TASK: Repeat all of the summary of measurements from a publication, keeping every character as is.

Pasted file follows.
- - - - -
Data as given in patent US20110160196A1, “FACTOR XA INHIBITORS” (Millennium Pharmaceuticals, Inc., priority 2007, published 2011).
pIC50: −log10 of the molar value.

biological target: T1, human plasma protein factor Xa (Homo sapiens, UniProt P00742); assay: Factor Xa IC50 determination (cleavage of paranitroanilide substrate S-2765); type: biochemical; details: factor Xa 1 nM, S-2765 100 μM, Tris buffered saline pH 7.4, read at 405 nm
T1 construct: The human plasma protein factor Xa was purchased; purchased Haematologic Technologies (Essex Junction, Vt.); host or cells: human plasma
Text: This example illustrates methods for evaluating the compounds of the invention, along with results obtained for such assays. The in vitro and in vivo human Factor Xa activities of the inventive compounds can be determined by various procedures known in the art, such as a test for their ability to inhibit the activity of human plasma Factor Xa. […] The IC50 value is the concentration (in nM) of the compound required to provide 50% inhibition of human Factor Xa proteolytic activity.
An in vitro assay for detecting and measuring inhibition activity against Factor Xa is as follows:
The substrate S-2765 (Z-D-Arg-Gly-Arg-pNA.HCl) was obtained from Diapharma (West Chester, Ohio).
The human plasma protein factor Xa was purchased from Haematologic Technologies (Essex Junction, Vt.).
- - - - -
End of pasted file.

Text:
Data as given in patent US20110160196A1, “FACTOR XA INHIBITORS” (Millennium Pharmaceuticals, Inc., priority 2007, published 2011).
pIC50: −log10 of the molar value.

biological target: T1, human plasma protein factor Xa (Homo sapiens, UniProt P00742); assay: Factor Xa IC50 determination (cleavage of paranitroanilide substrate S-2765); type: biochemical; details: factor Xa 1 nM, S-2765 100 μM, Tris buffered saline pH 7.4, read at 405 nm
T1 construct: The human plasma protein factor Xa was purchased; purchased Haematologic Technologies (Essex Junction, Vt.); host or cells: human plasma
Text: This example illustrates methods for evaluating the compounds of the invention, along with results obtained for such assays. The in vitro and in vivo human Factor Xa activities of the inventive compounds can be determined by various procedures known in the art, such as a test for their ability to inhibit the activity of human plasma Factor Xa. […] The IC50 value is the concentration (in nM) of the compound required to provide 50% inhibition of human Factor Xa proteolytic activity.
An in vitro assay for detecting and measuring inhibition activity against Factor Xa is as follows:
The substrate S-2765 (Z-D-Arg-Gly-Arg-pNA.HCl) was obtained from Diapharma (West Chester, Ohio).
The human plasma protein factor Xa was purchased from Haematologic Technologies (Essex Junction, Vt.).